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Enriching Rural Teaching

by Michael Ford last modified 11 Dec, 2020 09:40 PM

Today the Church of England, Teach First and Chartered College of Teaching have launched an exciting project that will enrich teaching in rural areas. The Diocese of Salisbury is not only proud to be among 10 dioceses working within ‘The Rural Teaching Partnership’, but because of our strong ‘match’ to the project objectives, one of our Board of Education Team has been asked to lead on it nationally.

Nicola Coupe, a SDBE School Improvement Adviser has been seconded part time to the Church of England Education Office where she is currently liaising with the 9 other diocesan leads to identify the 80+ schools likely to be involved across the country.

She says:

“I'm thrilled to be leading on a project that is so close to my heart. I'm a passionate advocate for rural education and I know from my own headship experience the importance of early career teacher training to include how to teach in mixed age classes and how to build up confidence as a subject leader.

“My first headship was in a very small school with 2 classes.

“Our Infant Class included children in Reception, Year 1 and Year 2 and this required great care in planning as well as significant skill from the teacher, because it was not only 3 year groups in the same class, but 2 separate Key Stages with their curriculum challenges, as well as Reception Base Line, Year 1 Phonics and Year 2 SATs assessments to contend with!”

The Rural Teaching Partnership trainees will not only have their Summer Institute training from Teach First for 5 weeks in June and July, but they will have some bespoke ‘rural, small school’ training which is being designed especially for this project.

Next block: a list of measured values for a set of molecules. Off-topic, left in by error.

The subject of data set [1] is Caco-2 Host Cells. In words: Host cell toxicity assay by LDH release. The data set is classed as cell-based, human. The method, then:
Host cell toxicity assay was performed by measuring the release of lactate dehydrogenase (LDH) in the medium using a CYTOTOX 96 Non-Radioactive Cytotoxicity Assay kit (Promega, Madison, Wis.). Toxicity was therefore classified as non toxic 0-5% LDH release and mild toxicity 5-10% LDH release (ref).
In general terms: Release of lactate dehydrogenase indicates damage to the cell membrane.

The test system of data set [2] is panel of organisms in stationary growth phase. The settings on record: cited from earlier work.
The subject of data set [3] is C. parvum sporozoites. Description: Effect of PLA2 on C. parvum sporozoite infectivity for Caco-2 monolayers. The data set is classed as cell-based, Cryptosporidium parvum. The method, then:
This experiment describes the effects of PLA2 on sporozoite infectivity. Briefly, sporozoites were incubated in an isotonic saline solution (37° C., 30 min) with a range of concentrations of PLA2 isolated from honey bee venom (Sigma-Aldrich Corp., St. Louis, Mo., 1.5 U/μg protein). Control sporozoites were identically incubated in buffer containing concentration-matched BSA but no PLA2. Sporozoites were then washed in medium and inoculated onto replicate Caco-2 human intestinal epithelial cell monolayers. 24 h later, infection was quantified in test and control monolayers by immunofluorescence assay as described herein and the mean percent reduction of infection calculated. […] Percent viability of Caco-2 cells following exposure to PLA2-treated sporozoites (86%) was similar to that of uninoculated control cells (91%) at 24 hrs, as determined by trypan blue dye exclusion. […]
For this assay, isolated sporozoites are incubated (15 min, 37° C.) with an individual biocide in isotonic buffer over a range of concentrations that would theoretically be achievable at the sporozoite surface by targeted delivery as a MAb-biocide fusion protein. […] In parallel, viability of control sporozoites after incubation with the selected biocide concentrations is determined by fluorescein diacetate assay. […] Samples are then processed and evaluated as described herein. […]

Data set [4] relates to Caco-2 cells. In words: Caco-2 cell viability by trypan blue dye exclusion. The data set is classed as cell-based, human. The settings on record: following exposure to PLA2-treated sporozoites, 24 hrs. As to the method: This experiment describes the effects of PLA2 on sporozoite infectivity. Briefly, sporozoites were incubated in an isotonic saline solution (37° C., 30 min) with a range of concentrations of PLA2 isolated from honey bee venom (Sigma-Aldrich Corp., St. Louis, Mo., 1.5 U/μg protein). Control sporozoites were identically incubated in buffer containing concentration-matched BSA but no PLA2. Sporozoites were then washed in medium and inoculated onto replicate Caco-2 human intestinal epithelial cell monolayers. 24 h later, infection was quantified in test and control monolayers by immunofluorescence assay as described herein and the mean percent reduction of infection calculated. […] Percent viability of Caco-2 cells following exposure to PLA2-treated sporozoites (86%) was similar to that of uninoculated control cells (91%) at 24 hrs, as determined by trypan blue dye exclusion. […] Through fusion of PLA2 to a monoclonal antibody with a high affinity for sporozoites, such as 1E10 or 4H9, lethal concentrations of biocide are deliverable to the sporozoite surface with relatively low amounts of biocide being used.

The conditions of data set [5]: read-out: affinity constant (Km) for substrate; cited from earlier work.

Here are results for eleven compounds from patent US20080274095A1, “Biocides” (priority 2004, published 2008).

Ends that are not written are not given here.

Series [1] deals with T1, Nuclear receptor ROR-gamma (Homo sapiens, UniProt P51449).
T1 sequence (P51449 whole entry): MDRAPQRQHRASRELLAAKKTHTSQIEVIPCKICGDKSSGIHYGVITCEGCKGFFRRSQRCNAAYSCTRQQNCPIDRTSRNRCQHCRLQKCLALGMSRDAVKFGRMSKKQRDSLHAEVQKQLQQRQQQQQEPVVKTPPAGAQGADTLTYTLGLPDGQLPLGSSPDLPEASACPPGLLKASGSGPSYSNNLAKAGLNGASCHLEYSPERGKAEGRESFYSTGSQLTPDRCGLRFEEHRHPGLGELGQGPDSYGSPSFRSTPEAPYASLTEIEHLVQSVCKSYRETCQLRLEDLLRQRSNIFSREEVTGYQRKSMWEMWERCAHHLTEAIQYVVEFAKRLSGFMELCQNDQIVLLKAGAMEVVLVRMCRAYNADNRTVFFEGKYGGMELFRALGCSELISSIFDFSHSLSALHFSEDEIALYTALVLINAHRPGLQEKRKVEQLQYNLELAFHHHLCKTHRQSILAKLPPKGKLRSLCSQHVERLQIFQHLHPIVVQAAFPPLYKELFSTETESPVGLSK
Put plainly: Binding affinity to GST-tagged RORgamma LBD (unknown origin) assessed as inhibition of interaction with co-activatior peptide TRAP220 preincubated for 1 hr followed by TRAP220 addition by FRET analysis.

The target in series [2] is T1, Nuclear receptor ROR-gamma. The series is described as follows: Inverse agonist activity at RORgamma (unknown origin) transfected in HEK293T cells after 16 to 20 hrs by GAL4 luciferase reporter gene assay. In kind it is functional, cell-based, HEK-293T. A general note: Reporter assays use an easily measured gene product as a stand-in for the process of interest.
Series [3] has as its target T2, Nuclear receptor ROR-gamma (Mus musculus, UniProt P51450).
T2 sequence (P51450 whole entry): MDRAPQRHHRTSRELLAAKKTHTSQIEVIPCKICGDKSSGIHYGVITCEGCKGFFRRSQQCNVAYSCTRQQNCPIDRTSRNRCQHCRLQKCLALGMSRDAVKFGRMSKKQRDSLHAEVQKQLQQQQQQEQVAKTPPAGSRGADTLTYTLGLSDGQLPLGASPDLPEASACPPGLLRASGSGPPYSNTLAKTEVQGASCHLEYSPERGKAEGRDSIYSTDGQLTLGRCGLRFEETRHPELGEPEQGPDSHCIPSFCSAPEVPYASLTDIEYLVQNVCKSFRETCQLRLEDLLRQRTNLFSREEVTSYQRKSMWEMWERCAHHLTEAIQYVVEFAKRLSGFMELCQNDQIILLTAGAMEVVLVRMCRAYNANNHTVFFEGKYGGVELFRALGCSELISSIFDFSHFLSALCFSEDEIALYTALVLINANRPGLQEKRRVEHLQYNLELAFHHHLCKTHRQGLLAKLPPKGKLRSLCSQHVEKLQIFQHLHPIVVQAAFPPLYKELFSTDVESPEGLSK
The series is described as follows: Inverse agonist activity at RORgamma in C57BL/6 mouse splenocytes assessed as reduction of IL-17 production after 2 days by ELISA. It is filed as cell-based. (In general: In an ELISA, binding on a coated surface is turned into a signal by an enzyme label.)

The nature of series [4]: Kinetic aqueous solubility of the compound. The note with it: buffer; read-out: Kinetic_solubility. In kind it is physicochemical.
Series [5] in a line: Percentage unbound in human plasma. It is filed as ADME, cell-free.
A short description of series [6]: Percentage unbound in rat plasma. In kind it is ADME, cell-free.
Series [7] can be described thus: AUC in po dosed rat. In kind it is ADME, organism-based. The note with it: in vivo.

Most of the primary schools in our Diocese fit the Department of Education’s definition of ‘small’ which is being under 210 pupils.

Nicola says:

“As well as working within the school’s close community, teaching in a small school can give someone the opportunity to lead a subject quite early in their career, and, in order to do that well, they need support and training. I’m really glad to be working with Dame Alison Peacock and Kathryn Morgan to create some of the content of the ‘Teach Rural’ cohort’s training.

“210 is quite a large primary in a rural diocese, so we have many schools and academies that we are getting in touch with to encourage them to be part of this opportunity to match vacancies with trainee teachers registering with Teach First.”

Nicola agrees with the Rt Rev Paul Butler, Lead Bishop for Education, when he says that “Children in rural communities deserve excellent teachers.” Whilst this pilot project is about helping smaller, more rural schools to address some of the teacher recruitment challenges they face, it is also about recognising the importance of their part in serving the unique and diverse communities in which they are placed.

She says:

“The project recognises that rural deprivation is hard to quantify and is complex. It is not simply a measure of the number of children eligible for free school meals.

“The project hopes to champion the work that small schools do and to develop a cohort of Teach First trainees that will go on in their career to enrich the teaching and leadership of rural schools for years to come.”

Discover more about the Partnership at

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